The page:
Arkansas Courts

Leslie Rutledge Attorney General
Talk Business & Politics

A judge is denying a request by Arkansas Attorney General Leslie Rutledge to quash a subpoena calling her to testify in a lawsuit.

A group that has been rejected in its efforts to get language for a ballot initiative approved by the AG’s office argued that Rutledge "has acted in bad faith" and is abusing her power. The Committee to Restore Arkansas’ Rights wants to change the sovereign immunity provision in the state constitution.

The Arkansas Supreme Court says it'll hear oral arguments over a judge's decision to prevent the state from licensing companies to grow medical marijuana.

Justices on Monday agreed to hear arguments June 7 in the state's appeal of Pulaski County Circuit Judge Wendell Griffen's decision striking down the licensing process for medical marijuana cultivation facilities. Griffen ruled the process violated the voter-approved constitutional amendment legalizing marijuana for certain medical conditions.

A federal jury has convicted a former Arkansas state senator of fraud involving legislative grants to a small college in Springdale. A co-defendant was also convicted.

The Arkansas Democrat-Gazette reported that Jon Woods was convicted Thursday on 15 of the 17 counts he faced, while co-defendant Randell Shelton Jr. was convicted on 12 of 15 counts. Federal prosecutors said the men were involved in a kickback scheme involving Ecclesia College. The college's former president pleaded guilty in the case last month, and former state Rep. Micah Neal pleaded guilty last year.

Tony Alamo
KATV, Channel 7 News

The author of a new book about apocalyptic evangelist Tony Alamo is speaking Saturday at the Arkansas Literary Festival. Alamo, who operated compounds in Arkansas, died in federal prison in 2017 at the age of 82. He was convicted in 2009 of sexually abusing girls he considered his wives, one as young as nine.

Debby Schriver's book Whispering in the Daylight: The Children of Tony Alamo Christian Ministries and Their Journey to Freedom was released earlier this month. She spoke with KUAR about Alamo, which you can listen to above.

Wendell Griffen
Brian Chilson / Arkansas Times

A handful of state lawmakers are calling for Pulaski County Circuit Judge Wendell Griffen’s impeachment amid questions of his fitness to serve on the bench.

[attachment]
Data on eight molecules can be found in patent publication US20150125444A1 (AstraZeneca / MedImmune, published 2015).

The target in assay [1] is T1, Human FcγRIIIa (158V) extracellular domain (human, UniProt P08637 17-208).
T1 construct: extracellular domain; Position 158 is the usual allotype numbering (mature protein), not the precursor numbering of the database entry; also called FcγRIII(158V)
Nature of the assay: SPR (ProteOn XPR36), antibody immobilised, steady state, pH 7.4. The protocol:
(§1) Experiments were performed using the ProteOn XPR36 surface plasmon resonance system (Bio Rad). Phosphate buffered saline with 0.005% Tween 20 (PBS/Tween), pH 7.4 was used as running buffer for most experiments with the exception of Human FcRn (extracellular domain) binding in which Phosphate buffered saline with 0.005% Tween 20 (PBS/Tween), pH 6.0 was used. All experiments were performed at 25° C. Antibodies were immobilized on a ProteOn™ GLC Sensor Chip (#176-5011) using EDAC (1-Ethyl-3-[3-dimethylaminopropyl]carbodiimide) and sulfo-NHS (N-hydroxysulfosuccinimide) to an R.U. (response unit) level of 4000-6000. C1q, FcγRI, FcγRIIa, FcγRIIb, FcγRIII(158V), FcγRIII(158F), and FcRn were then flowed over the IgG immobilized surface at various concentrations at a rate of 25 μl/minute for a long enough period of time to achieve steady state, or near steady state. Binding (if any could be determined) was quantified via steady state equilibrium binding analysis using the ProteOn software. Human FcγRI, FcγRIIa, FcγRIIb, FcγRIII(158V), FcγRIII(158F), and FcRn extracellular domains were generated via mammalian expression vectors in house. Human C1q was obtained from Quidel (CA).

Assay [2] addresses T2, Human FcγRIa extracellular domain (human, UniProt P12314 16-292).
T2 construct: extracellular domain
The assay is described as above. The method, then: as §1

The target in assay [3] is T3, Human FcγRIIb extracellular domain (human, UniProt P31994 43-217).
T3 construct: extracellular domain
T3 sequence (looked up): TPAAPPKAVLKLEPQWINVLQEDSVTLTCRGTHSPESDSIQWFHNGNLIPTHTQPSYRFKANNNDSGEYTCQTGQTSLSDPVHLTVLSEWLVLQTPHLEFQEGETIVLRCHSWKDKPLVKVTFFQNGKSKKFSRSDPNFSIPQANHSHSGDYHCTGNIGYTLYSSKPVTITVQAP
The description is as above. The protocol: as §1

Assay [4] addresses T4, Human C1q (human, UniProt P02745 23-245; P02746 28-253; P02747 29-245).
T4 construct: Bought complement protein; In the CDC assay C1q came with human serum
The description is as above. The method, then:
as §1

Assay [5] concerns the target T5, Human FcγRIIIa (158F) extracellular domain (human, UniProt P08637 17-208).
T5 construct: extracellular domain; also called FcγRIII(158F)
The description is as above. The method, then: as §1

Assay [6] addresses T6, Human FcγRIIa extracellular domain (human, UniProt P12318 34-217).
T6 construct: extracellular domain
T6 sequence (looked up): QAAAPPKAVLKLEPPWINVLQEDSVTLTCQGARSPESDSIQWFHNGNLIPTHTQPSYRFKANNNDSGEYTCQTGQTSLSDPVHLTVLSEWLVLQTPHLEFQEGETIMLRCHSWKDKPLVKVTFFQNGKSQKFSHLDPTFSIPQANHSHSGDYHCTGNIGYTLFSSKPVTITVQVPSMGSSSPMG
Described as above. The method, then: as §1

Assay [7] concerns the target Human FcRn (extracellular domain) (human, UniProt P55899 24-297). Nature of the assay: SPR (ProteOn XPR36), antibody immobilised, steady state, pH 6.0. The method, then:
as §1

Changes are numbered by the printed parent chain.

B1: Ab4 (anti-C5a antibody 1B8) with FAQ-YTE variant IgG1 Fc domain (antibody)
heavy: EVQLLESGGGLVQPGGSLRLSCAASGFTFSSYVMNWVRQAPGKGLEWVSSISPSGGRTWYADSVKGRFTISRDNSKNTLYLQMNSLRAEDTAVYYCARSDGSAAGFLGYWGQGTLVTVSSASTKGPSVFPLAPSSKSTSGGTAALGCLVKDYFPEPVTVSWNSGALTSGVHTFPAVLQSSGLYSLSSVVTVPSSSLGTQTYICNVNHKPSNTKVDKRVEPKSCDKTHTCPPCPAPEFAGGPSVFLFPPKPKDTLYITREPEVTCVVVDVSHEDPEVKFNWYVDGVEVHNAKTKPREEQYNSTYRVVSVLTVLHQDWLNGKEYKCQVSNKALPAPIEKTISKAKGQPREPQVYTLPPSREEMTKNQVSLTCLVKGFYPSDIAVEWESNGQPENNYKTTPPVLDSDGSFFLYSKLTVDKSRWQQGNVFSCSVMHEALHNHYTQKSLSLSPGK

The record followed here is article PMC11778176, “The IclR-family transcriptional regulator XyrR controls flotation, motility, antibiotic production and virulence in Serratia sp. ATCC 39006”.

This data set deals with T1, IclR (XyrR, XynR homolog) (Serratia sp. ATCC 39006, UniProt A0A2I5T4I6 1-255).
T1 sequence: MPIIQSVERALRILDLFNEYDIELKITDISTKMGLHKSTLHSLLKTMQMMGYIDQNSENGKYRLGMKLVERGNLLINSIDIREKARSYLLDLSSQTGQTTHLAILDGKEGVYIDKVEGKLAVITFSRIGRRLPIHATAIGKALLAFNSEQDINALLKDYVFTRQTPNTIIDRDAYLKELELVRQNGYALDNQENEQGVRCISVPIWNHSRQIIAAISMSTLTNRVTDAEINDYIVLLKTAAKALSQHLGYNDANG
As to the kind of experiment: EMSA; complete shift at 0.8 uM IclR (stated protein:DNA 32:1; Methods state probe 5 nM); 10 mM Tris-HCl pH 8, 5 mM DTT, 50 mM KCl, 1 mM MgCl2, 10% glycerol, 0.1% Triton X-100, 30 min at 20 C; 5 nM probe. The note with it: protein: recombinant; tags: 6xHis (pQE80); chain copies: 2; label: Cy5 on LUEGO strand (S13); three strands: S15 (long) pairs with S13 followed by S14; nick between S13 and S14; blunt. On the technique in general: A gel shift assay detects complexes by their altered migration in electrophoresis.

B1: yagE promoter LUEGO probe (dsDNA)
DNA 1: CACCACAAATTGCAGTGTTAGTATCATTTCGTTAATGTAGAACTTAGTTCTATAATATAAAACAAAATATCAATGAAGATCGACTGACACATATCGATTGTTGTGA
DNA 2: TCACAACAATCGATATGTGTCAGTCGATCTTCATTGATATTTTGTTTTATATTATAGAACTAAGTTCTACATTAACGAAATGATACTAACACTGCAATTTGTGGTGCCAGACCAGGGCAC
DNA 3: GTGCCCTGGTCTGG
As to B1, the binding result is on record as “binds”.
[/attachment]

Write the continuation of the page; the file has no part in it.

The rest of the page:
Griffen on Tuesday repeated his April 2017 protest of laying on a cot in front of the Arkansas Governor’s Mansion, intending to symbolize a condemned inmate on a gurney.

State Sen. Trent Garner (R-Camden), who called for Griffen’s impeachment following last year’s protest, said Griffen’s vocal objection to capital punishment is one of many questionable actions and public statements made during Griffen’s tenure.

Jury selection is underway in the trial for a former Arkansas state senator accused in an alleged kickback scheme.

Former Sen. Jon Woods faces 15 fraud charges. Prosecutors accuse of him of taking kickbacks from former Ecclesia College president Oren Paris III in exchange for directing state funding to the college.

Paris pleaded guilty last week to one count of fraud and agreed to testify for prosecutors. Woods' attorney, Patrick Benca, has said his client is innocent and that defense attorneys will prove that, despite Paris' guilty plea.

Dicamba damage
University of Arkansas

Arkansas is asking the state's top court to halt a judge's order allowing six farmers to use an herbicide that was banned by state regulators following complaints that it drifted onto crops and caused damage.

Attorney General Leslie Rutledge's office on Thursday asked the state Supreme Court to stay Pulaski County Circuit Judge Tim Fox's ruling exempting the farmers from the state Plant Board's rule banning dicamba's use. The panel has banned dicamba's use from April 16 through October 31 this year. Rutledge on Wednesday filed notice she was appealing Fox's ruling.

Opioid Attorney General Leslie Rutledge
Michael Hibblen / KUAR News

Arkansas is suing three drug makers claiming they’re at fault for the opioid crisis that has caused a drastic increase in the number of overdose deaths in Arkansas.

A former state representative has been chosen the new chief administrative officer in Jefferson County after the former executive resigned when it was revealed he had received $100,000 in bribes.

The county's Quorum Court on Thursday selected 82-year-old Booker Clemons as the new county judge.

Clemons is retired from the University of Arkansas' Cooperative Extension Service and served in the state House from 2001-2007.

A newspaper says a former Arkansas lawmaker who became Jefferson County's chief administrative officer will resign after a federal prosecutor revealed the official had received $100,000 in bribes.

The Pine Bluff Commercial reported Monday that County Judge Henry "Hank" Wilkins IV sent a resignation letter to the governor, effective Thursday. In the letter, Wilkins said he was sorry his own actions made the resignation necessary.

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